Budget 2023: NB small business owners react

Estimated read time 3 min read

Marc Melanson is starting his peak brewing season.

The owner of Flying Boats Brewing in Dieppe, NB, is getting ready for the summer, but he’s also been keeping an eye on the federal budget.

He’s happy to see the increase in excise duties on beer being temporarily capped at two per cent starting April 1 instead of the 6.3 per cent increase which was originally planned by the federal government.

“These are little things that all incrementally help because we also have a lot of tax burden on the provincial side,” said Melanson. “We have a lot of increases among our suppliers. Minimum wage is going up next week, so all of these inputs really add up to a larger amount.”

Melanson thinks the federal government has gotten the message.

“They can not continuously increase all of these fees without knowledge of how it affects our businesses. Especially in the restaurant and hospitality industry which has been affected quite hard,” said Melanson.

John Wishart, CEO of the Chamber of Commerce for Greater Moncton, said there were a few wins for small business owners in the budget like credit card processing fees being lowered, but not enough for those still hurting from the pandemic.

“Just as they were getting back on their feet, they’re hit with high inflation and higher interest costs. So the one thing in the budget we were hoping for that we didn’t really see there was help in lowering the overall cost of doing business. That’s what’s really hurting the small business sector now,” Wishart said.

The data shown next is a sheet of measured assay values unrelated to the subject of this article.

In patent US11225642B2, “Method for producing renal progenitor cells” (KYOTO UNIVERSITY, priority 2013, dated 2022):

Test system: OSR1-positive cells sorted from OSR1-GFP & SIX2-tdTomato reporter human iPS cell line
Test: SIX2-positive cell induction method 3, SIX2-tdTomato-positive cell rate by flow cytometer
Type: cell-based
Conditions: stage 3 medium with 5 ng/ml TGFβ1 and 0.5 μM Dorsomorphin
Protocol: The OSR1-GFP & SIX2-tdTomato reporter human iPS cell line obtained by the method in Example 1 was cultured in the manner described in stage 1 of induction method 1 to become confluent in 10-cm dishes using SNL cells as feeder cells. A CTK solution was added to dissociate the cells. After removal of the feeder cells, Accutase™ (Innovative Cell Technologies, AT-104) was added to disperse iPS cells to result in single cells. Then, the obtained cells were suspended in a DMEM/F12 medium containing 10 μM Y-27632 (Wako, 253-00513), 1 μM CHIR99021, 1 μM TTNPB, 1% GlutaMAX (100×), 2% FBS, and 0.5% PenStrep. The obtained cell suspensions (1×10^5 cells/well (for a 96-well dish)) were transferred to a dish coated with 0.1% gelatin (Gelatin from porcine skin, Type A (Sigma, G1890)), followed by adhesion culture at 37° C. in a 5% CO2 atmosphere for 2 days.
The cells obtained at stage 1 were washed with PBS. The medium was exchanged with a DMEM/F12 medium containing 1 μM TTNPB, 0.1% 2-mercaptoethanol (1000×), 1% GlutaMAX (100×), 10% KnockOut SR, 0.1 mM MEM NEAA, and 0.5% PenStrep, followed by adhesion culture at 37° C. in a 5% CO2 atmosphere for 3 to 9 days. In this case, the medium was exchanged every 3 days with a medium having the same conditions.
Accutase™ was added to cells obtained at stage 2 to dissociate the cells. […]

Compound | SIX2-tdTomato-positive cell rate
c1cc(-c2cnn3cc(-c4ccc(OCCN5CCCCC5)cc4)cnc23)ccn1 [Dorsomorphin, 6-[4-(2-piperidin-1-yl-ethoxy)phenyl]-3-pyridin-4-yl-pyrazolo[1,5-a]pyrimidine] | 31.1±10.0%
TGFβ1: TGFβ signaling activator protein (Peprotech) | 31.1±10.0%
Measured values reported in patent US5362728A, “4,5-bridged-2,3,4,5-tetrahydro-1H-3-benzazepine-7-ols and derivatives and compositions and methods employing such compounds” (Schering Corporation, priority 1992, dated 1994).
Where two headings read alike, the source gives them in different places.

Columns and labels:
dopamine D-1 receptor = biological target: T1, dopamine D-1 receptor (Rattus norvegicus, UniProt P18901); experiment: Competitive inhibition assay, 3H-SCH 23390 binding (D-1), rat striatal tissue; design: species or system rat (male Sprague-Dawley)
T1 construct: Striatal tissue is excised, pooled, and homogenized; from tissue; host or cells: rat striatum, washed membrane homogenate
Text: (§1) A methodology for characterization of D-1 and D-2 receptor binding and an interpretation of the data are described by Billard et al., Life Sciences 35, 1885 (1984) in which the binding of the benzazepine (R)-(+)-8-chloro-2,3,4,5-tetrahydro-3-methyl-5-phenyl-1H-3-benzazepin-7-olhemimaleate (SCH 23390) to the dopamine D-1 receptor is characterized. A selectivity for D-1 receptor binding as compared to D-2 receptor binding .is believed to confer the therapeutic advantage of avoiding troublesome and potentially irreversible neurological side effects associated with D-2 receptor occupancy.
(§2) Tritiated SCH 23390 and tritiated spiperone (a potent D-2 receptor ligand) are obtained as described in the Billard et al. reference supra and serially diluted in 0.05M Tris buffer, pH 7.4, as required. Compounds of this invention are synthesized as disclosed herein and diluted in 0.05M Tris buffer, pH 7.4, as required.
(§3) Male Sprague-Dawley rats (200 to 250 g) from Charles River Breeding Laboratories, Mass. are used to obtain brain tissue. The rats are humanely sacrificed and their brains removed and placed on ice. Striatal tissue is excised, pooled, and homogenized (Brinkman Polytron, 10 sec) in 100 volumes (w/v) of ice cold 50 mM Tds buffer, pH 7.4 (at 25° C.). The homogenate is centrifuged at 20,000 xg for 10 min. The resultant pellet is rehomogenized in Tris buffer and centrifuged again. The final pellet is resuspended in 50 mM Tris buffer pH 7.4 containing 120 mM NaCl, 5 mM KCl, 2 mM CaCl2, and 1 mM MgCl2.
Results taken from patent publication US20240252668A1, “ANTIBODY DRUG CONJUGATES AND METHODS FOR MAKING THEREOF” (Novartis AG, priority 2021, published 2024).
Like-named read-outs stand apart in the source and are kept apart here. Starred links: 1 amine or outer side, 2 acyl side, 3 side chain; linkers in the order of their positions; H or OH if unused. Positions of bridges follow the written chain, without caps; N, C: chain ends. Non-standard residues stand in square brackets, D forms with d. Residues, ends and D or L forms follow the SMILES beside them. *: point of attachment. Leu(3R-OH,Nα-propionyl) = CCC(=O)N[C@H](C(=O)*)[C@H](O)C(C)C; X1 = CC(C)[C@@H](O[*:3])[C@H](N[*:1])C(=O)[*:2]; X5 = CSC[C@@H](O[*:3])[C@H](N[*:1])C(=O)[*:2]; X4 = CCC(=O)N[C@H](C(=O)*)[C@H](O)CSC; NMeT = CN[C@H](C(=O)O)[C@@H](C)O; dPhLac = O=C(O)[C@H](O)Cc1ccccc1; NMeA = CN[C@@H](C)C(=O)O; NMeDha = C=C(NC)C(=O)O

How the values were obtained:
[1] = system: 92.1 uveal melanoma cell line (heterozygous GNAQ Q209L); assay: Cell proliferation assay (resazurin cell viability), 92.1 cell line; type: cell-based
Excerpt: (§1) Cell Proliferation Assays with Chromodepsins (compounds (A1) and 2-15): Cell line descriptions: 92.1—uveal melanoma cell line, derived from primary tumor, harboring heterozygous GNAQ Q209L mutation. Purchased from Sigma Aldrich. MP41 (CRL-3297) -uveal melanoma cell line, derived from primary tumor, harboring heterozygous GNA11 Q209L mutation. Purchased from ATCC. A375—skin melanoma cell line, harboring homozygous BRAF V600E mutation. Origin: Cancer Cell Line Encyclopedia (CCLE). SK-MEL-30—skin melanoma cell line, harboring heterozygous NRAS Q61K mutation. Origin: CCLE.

Chris Cormier opened Next Generation Hydroponics in Moncton a few months before the pandemic hit.

He wanted to see more grants for small business owners coming out of the budget because he’s having a difficult time surviving at the cost of just about everything going up.

“I think if something doesn’t give soon, yeah we’re going to have to close because it’s getting to the point where you’re working really hard just to pay your expenses at the end of the month and that’s it,” said Cormier. “You’re not even making a profit at the end of the month to pay anything.”

He has seen a rise in people growing their own vegetables in their homes to save money, but the overall business is still down for him.

The exterior of Next Generation Hydroponics in Moncton, NB, is pictured on March 29, 2023. (Derek Haggett/CTV)

So what would help, what would Melanson and Wishart like to have seen?

“We just need the ability of small businesses to operate with fewer fees, regulations, inter-provincial trade barriers should come down,” Wishart said. “The cost of doing any sort of business outside the province hurts.”

Melanson echoed that statement by saying he’d like to see more deregulation.

“More access to markets inter-provincially which is very difficult for us,” said Melanson. “It’s easier to export aboard than to go to our neighboring province.”

You May Also Like

More From Author